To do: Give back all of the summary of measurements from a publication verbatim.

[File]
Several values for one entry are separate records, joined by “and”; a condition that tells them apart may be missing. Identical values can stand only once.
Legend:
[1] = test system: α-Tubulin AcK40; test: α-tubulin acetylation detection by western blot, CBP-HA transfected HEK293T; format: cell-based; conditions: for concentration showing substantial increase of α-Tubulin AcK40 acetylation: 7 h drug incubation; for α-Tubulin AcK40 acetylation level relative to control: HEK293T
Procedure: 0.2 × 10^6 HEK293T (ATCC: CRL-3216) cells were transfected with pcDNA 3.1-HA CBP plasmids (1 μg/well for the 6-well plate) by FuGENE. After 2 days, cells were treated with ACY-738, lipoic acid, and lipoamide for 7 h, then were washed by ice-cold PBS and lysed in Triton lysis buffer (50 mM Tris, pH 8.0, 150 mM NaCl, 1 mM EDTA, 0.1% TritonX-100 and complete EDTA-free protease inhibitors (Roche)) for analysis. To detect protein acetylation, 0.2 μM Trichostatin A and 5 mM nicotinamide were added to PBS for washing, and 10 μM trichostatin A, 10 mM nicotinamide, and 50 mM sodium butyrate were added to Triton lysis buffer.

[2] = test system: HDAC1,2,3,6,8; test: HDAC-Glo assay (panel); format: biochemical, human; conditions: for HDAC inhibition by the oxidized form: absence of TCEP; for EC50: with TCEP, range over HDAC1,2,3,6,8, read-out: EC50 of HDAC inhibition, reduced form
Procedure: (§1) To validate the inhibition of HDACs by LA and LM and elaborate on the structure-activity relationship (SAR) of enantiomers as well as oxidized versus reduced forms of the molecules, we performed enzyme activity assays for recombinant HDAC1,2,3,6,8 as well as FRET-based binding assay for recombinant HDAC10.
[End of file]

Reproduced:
Several values for one entry are separate records, joined by “and”; a condition that tells them apart may be missing. Identical values can stand only once.
Legend:
[1] = test system: α-Tubulin AcK40; test: α-tubulin acetylation detection by western blot, CBP-HA transfected HEK293T; format: cell-based; conditions: for concentration showing substantial increase of α-Tubulin AcK40 acetylation: 7 h drug incubation; for α-Tubulin AcK40 acetylation level relative to control: HEK293T
Procedure: 0.2 × 10^6 HEK293T (ATCC: CRL-3216) cells were transfected with pcDNA 3.1-HA CBP plasmids (1 μg/well for the 6-well plate) by FuGENE. After 2 days, cells were treated with ACY-738, lipoic acid, and lipoamide for 7 h, then were washed by ice-cold PBS and lysed in Triton lysis buffer (50 mM Tris, pH 8.0, 150 mM NaCl, 1 mM EDTA, 0.1% TritonX-100 and complete EDTA-free protease inhibitors (Roche)) for analysis. To detect protein acetylation, 0.2 μM Trichostatin A and 5 mM nicotinamide were added to PBS for washing, and 10 μM trichostatin A, 10 mM nicotinamide, and 50 mM sodium butyrate were added to Triton lysis buffer.

[2] = test system: HDAC1,2,3,6,8; test: HDAC-Glo assay (panel); format: biochemical, human; conditions: for HDAC inhibition by the oxidized form: absence of TCEP; for EC50: with TCEP, range over HDAC1,2,3,6,8, read-out: EC50 of HDAC inhibition, reduced form
Procedure: (§1) To validate the inhibition of HDACs by LA and LM and elaborate on the structure-activity relationship (SAR) of enantiomers as well as oxidized versus reduced forms of the molecules, we performed enzyme activity assays for recombinant HDAC1,2,3,6,8 as well as FRET-based binding assay for recombinant HDAC10.